As the Fanning fairytale looked like unfolding it was standing room only in the stands. Only the AFL players from Geelong Football club, including Gary Ablett Jr, were given seats so that everyone else could see. The crowds chanted and screamed, whistled and whooped for Mick, but Italo had his own history to write and in his wicked backside snap he possessed the necessary means to do it.

Despite falling on a soft finishing turn he whipped his way to a 7.33. and left Mick chasing a 5.56 with six and a half minutes to go.

When Mick, despite holding priority, allowed Italo to take a mid-size wave the crowd and probably every internet viewer wondered why Fanning didn’t claim the wave for himself. For a ravenous Ferreira the reef-hugging bender was all that he required to swing upside-down on multiple occasions. His passion erupted as he rode out of the final turn, looked to the judges and screamed, demanding to be rewarded for moves, which he knew were hyper-critical, on-rail and completely committed. The arbitrators complied and rewarded him with an 8.33 that left Mick chasing a 7.57 for a few long, painful minutes.

As we all know the miracle wave never came, but in many ways it was the most fitting of endings. Mick Fanning, a lion of a competitor who had always surfed at the upper-limit of his abilities, had been beaten in the end by a surfer who had matched him for passion, commitment and skill. This was no flimsy fall over the line victory for Ferreira. Italo had taken the biggest risks all event and maintained the same brave approach in a final that cast him as a kind of villain.

Mick knew he’d been beaten by a worthy opponent and admitted as much. “That was one of the greatest things I’ve seen at Bells. Well done Italo, I’m really stoked for you bro,” he told the crowd from the Bells podium. Five minutes earlier Italo had walked into one of the competitor’s container sheds just to have a moment to himself before the media and masses descended. All that could be heard was the loud banging and screaming of someone drunk with glory and elation. Like Mick, this was a champion who wasn’t afraid to celebrate.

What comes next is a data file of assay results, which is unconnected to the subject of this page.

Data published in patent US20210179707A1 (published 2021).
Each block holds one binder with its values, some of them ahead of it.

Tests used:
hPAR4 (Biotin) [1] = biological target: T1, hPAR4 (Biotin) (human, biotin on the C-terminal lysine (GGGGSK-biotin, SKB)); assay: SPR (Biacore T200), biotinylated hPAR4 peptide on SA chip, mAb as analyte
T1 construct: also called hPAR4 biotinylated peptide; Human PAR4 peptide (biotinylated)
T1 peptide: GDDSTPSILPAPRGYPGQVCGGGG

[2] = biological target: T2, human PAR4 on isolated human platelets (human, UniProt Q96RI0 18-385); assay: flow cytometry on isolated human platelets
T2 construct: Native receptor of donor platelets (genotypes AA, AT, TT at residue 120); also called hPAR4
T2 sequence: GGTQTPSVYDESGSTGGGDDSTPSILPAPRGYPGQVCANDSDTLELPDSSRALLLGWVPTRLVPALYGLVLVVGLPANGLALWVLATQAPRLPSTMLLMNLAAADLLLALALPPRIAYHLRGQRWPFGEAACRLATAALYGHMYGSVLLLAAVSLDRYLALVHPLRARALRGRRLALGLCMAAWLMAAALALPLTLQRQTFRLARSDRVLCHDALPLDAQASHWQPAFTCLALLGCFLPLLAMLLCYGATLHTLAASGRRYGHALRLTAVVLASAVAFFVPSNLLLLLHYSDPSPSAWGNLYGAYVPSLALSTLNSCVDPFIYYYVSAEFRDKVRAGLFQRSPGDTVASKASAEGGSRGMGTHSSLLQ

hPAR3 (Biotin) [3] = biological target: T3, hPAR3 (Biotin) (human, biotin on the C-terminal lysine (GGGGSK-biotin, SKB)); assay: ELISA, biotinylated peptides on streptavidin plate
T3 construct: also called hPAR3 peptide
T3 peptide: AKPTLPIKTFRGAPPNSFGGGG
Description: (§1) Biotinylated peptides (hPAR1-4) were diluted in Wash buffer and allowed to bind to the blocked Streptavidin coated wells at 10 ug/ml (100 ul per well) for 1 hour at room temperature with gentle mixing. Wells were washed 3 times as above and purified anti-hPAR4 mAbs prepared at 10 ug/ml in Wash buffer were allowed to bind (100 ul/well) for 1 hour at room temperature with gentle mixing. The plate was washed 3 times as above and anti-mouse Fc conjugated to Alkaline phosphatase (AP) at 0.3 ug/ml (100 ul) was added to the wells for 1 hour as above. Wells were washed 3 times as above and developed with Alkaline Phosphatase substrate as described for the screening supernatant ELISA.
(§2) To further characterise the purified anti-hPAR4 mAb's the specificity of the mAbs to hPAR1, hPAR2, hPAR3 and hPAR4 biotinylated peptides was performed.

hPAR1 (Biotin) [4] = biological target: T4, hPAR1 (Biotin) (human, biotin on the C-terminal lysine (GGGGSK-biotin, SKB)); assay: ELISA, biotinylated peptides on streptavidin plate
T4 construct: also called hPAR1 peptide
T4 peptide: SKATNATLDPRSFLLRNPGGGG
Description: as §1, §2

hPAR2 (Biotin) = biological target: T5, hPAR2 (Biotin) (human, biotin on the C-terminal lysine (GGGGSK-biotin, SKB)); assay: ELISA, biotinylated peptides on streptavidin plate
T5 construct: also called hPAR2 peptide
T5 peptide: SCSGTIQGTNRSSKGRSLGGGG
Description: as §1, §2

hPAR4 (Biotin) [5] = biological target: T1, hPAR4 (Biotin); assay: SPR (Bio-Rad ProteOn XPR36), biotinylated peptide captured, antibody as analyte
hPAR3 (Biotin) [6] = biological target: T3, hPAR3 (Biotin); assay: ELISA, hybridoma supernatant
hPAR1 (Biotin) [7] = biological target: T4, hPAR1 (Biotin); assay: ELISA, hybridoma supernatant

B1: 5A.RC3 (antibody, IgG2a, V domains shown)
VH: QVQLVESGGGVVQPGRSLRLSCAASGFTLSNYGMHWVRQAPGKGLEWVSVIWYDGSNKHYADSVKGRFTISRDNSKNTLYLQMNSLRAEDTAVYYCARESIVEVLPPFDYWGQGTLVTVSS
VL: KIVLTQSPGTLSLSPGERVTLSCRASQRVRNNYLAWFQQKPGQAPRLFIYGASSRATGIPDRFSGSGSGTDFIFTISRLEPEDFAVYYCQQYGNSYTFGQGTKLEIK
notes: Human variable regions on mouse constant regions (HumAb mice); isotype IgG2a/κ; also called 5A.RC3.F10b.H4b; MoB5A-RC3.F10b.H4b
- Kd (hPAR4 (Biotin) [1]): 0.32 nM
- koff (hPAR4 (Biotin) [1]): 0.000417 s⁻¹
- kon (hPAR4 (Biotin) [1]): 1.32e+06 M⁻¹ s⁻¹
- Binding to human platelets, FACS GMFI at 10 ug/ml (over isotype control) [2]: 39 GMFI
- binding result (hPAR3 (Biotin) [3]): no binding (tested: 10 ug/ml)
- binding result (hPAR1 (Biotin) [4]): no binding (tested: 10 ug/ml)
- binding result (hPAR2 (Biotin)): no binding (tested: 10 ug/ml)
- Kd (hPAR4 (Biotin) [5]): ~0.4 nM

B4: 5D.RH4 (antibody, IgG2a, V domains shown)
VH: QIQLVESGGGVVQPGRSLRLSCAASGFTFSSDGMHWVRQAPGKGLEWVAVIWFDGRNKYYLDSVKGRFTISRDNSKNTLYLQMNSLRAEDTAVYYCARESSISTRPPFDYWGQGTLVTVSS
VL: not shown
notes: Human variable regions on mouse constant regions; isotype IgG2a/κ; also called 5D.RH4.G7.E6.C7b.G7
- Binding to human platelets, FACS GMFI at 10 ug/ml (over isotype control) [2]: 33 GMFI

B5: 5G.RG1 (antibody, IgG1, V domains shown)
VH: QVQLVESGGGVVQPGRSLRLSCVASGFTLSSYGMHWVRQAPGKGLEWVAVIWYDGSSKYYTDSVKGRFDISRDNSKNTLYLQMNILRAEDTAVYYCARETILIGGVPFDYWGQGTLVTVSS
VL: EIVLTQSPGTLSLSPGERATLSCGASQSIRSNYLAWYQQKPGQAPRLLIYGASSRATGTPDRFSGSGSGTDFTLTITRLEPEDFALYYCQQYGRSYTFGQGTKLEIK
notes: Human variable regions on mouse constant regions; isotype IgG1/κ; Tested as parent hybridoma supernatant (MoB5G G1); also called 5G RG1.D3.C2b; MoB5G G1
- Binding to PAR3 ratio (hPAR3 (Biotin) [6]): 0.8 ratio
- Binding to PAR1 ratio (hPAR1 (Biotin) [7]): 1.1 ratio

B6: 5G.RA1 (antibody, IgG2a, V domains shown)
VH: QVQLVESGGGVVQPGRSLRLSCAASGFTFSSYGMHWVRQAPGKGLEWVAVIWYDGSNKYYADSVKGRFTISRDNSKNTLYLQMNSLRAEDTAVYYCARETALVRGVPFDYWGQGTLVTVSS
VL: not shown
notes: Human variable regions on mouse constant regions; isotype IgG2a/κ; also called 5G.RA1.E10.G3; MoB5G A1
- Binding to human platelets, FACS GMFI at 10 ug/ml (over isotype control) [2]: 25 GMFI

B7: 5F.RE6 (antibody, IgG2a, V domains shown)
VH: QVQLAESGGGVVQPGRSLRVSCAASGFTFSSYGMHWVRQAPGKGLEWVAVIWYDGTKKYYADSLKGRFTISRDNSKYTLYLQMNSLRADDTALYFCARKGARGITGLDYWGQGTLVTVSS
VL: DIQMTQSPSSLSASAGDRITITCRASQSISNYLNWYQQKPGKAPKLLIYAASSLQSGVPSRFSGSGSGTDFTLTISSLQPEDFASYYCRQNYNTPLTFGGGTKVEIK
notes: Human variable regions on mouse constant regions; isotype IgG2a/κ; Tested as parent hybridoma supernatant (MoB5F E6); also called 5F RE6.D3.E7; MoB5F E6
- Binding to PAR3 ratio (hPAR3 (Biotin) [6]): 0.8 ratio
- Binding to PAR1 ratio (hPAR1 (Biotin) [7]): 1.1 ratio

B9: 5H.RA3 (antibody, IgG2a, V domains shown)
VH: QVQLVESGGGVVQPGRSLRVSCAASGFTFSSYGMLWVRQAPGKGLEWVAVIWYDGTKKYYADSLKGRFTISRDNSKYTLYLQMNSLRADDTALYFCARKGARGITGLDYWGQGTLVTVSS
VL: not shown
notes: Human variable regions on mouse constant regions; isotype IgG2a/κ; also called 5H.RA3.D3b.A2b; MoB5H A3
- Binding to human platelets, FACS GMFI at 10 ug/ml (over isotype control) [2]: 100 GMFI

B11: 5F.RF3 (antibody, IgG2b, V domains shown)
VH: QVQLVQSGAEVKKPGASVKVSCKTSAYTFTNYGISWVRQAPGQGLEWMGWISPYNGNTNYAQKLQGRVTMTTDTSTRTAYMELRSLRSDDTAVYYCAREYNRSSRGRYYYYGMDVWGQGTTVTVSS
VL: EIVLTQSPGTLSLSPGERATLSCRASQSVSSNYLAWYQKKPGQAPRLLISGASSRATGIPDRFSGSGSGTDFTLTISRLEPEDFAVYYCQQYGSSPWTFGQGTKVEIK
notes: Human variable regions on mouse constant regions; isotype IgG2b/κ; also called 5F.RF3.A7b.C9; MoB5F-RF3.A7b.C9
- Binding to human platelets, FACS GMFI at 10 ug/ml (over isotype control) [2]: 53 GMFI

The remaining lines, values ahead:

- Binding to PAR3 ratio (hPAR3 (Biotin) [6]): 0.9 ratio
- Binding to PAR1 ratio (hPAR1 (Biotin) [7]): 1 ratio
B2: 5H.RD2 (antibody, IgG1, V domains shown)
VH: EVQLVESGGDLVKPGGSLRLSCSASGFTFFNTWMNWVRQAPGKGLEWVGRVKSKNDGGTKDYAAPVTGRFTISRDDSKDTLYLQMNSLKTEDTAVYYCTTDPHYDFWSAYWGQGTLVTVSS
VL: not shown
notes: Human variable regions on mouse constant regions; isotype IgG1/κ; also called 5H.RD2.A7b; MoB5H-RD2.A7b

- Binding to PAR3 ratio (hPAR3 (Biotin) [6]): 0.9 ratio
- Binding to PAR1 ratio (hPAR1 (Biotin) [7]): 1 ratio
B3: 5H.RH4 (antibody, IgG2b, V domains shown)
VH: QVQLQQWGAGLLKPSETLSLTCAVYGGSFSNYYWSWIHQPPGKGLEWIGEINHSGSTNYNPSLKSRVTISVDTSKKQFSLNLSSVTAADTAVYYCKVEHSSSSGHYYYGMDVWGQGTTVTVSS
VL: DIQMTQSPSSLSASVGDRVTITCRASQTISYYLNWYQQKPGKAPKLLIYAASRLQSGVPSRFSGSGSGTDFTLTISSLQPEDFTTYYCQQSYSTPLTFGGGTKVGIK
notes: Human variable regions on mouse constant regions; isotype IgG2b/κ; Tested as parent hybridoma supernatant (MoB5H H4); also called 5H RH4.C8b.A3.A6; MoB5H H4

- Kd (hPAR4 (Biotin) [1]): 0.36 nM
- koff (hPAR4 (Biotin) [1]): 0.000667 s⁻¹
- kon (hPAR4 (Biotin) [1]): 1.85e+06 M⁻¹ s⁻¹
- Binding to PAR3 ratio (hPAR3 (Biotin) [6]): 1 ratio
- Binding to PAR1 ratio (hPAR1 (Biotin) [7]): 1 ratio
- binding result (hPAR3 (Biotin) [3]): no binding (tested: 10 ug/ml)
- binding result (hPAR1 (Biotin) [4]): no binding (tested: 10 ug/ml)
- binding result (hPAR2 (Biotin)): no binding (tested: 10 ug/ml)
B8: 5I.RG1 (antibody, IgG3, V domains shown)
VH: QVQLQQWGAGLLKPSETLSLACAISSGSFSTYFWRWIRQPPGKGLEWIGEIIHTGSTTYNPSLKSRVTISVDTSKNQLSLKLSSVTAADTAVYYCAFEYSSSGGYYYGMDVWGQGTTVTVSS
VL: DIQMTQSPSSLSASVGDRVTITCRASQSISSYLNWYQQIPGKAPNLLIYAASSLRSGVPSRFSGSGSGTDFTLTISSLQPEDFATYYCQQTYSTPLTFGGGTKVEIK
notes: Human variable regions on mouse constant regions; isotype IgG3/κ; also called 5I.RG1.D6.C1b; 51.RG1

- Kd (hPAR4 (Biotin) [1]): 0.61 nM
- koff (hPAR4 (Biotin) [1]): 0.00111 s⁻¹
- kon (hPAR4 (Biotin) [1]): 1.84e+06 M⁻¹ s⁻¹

Italo Ferreira hoists the Bell and howls with delight. Photo: Steve Ryan

Now on equal points with Julian Wilson he goes into Margaret River sharing the yellow Jersey and very much at the forefront of an increasingly intriguing world title race that already has John John and Jordy Smith amongst the back markers.   

Meanwhile for Mick there were hugs all round and a call for more beers amongst the friends and family who had travelled here to be with him in his final event as a full-time competitor. It is not the last we will see of Mick Fanning; according to the stickers he is already on The Search. Who knows he might pop up in a random lineup alongside you somewhere, soon? In future years he will likely be tossed wildcards (particularly at Bells) if he wants them, but for those who were left disappointed by his runner-up result it’s worth remembering that Don Bradman scored a duck in his last match while Mick Fanning made the final. That’s the sort of company he deserves to be mentioned in.